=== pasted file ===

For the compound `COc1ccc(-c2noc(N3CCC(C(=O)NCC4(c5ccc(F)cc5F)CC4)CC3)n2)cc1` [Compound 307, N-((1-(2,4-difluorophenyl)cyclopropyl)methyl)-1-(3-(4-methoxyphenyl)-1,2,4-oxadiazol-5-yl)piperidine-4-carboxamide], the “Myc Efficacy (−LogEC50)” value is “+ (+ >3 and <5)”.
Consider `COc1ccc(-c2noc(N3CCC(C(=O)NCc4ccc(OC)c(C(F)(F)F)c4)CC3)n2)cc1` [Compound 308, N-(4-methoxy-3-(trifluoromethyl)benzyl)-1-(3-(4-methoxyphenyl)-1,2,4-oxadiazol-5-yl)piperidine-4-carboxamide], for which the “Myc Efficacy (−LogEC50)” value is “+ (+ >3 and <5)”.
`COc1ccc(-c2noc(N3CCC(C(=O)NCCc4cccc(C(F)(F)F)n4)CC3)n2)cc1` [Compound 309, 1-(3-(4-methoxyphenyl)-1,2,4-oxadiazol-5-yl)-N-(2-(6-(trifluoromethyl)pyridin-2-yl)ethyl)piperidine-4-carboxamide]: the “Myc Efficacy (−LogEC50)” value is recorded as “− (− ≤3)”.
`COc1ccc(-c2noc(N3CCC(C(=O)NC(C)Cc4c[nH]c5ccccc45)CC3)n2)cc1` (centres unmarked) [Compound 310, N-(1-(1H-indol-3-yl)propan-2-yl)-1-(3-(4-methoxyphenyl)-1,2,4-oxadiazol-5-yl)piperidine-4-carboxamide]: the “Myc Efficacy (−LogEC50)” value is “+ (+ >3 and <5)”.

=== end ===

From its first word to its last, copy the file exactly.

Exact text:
For the compound `COc1ccc(-c2noc(N3CCC(C(=O)NCC4(c5ccc(F)cc5F)CC4)CC3)n2)cc1` [Compound 307, N-((1-(2,4-difluorophenyl)cyclopropyl)methyl)-1-(3-(4-methoxyphenyl)-1,2,4-oxadiazol-5-yl)piperidine-4-carboxamide], the “Myc Efficacy (−LogEC50)” value is “+ (+ >3 and <5)”.
Consider `COc1ccc(-c2noc(N3CCC(C(=O)NCc4ccc(OC)c(C(F)(F)F)c4)CC3)n2)cc1` [Compound 308, N-(4-methoxy-3-(trifluoromethyl)benzyl)-1-(3-(4-methoxyphenyl)-1,2,4-oxadiazol-5-yl)piperidine-4-carboxamide], for which the “Myc Efficacy (−LogEC50)” value is “+ (+ >3 and <5)”.
`COc1ccc(-c2noc(N3CCC(C(=O)NCCc4cccc(C(F)(F)F)n4)CC3)n2)cc1` [Compound 309, 1-(3-(4-methoxyphenyl)-1,2,4-oxadiazol-5-yl)-N-(2-(6-(trifluoromethyl)pyridin-2-yl)ethyl)piperidine-4-carboxamide]: the “Myc Efficacy (−LogEC50)” value is recorded as “− (− ≤3)”.
`COc1ccc(-c2noc(N3CCC(C(=O)NC(C)Cc4c[nH]c5ccccc45)CC3)n2)cc1` (centres unmarked) [Compound 310, N-(1-(1H-indol-3-yl)propan-2-yl)-1-(3-(4-methoxyphenyl)-1,2,4-oxadiazol-5-yl)piperidine-4-carboxamide]: the “Myc Efficacy (−LogEC50)” value is “+ (+ >3 and <5)”.